If you went tight end early, you’ll need a fourth back here or a third receiver on one particular path. At running back, PT or FJax could fall this far. If not, Maurice Jones-Drew and Lamar Miller are backs available here who have a decent shot to lead their team in carries. At receiver, Terrance Williams, Cecil Shorts and DeAndre Hopkins are good picks here if none of the receivers listed above made it this far.
If you haven’t taken a quarterback yet, now is the time. Ryan or Romo could slip this far, but if not you’re taking Jay Cutler or Philip Rivers, preferably Cutler. You could back them up with Dalton or Roethlisberger in the 11th, or you could wait a round or two more and back them up with Carson Palmer or Josh McCown.
If you didn’t take Graham or Gronk early, this is where you get your tight end. You could maybe wait another round to grab Jordan Reed or Martellus Bennett, but these are easily my favorite late round tight ends, so I’d make sure I got one of them here.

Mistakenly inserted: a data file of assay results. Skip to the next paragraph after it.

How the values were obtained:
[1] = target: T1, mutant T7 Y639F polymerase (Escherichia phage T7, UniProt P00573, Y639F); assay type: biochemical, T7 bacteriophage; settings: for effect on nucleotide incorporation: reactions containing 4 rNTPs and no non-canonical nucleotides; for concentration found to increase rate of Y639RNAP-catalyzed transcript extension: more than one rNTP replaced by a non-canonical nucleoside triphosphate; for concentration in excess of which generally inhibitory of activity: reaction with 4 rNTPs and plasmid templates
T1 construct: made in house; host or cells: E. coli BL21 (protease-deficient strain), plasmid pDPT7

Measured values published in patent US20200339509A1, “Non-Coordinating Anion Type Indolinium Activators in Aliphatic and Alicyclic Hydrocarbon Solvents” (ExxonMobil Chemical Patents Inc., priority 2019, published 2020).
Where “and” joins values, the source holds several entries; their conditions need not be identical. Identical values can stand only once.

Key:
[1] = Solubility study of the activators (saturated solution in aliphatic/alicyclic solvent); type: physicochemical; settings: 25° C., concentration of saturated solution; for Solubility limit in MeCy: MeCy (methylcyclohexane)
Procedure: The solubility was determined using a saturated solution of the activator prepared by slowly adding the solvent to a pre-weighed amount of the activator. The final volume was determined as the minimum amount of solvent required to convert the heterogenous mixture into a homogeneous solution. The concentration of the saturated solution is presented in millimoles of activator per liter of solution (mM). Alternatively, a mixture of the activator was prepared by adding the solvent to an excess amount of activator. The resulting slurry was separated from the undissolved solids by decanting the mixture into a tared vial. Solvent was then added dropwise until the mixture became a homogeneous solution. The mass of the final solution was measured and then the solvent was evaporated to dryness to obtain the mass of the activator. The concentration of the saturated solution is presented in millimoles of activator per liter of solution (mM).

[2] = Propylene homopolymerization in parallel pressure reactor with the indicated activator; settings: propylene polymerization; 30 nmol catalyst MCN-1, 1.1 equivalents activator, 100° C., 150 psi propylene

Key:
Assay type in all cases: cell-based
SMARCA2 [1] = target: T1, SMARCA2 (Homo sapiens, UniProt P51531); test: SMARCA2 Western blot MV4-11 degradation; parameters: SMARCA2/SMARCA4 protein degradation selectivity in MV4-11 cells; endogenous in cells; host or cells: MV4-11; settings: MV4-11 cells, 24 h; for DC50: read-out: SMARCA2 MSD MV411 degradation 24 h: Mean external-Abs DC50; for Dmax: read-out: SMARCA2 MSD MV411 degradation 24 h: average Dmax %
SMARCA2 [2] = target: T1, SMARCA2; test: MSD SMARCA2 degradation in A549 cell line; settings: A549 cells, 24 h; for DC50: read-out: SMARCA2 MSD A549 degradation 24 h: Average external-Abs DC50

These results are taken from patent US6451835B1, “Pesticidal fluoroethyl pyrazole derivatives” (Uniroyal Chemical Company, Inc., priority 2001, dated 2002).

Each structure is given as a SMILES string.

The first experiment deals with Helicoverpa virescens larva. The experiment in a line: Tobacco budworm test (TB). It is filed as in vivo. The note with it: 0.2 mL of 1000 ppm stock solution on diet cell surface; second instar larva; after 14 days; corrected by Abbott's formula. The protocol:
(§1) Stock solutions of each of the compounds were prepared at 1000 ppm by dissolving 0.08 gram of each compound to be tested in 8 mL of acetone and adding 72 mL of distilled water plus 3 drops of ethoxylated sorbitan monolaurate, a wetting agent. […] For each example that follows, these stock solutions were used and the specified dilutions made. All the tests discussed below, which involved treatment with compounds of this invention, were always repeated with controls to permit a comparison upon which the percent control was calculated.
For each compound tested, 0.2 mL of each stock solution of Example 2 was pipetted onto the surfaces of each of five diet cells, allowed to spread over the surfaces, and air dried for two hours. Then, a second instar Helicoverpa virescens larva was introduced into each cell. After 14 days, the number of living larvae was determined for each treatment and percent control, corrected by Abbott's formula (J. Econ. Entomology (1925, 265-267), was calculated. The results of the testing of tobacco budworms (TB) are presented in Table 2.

Now it’s time to build some depth and take some fliers. Here are guys at running back and receiver that I like with an ADP in these rounds in the order of their ADP.
Just take a kicker and a defense. It really doesn’t matter which ones. You can just take the highest ranked kicker and defense left on the set of rankings you’re using. I lean towards kickers on good offenses. And I lean towards defenses with good week one matchups because I’ll likely be dropping them after that for a defense with a better matchup the next week.